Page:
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Friday, 31 August, 2001, 17:30 GMT 18:30 UK
Togo's president signals end of reign
President Gnassingbe Eyadema  of Togo
Eyadema is Africa's longest serving president
By West Africa Correspondent Mark Doyle

The government of Togo has sought to end a row about the length of time President Gnassingbe Eyadema intends to stay in power by announcing that he will respect the constitution.

President Eyadema is the longest serving leader in Africa, having been in power for 34 unbroken years.

He is due to end his latest term in 2003 when the constitution says he cannot stand again.

Prime Minister Agbeyome Kodjo, sparked controversy with opposition parties on Thursday when he said he supported changing the constitution so the president could stay longer in office.

Row

A statement from the government said President Eyadema would scrupulously respect the constitution and since that constitution makes it clear that the president cannot stand beyond the year 2003, this would appear to be conclusive.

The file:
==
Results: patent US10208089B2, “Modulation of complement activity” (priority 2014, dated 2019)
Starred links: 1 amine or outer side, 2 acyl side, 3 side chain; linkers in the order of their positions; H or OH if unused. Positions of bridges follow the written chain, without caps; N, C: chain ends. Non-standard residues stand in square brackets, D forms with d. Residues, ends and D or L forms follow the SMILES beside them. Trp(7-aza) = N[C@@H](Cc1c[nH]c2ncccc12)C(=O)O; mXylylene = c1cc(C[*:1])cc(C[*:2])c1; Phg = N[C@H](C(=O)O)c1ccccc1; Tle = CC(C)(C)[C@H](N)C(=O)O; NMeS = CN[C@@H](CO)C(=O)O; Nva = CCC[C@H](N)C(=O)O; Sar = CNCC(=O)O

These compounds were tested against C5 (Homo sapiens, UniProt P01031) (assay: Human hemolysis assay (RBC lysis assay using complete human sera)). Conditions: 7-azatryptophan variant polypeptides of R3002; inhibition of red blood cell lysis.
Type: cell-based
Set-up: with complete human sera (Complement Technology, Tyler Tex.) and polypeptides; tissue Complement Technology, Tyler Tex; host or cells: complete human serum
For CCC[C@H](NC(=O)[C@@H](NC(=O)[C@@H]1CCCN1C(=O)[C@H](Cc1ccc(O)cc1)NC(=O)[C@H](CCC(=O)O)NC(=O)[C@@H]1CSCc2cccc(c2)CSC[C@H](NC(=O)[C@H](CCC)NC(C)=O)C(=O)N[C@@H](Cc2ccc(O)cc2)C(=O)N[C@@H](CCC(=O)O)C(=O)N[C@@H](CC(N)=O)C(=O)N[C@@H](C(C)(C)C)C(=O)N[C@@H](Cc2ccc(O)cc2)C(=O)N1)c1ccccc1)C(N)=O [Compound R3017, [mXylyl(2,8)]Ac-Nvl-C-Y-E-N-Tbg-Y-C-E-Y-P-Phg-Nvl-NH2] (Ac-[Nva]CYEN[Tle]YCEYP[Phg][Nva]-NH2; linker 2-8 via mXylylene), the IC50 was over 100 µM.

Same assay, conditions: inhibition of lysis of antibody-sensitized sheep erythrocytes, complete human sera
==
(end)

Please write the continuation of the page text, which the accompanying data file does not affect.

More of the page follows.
The row, which broke as soon it was suggested General Eyadema might stay on longer, was indicative of how completely the president's persona dominates in Togo.

Since seizing control in a military coup he has maintained a firm grip on power.

A personality cult has developed around Mr Eyadema with his picture prominently displayed on billboards across the country - and on lapel badges routinely worn by government officials, even very senior ones.

A multi-party system is in operation in Togo but opposition leaders have contested the results of all recent elections, saying they were rigged in favour of Mr Eyadema.

His opponents want him to go, but his influence is so pervasive in the country that some of them admit privately to trepidation at what may happen when he does.

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See also:

11 Aug 01 | Africa
Riot police disperse Togo demo
10 Jan 01 | Africa
Timeline: Togo
10 Jan 01 | Country profiles
Country profile: Togo
22 Jun 01 | Africa
Stricken refugee ship 'saved'
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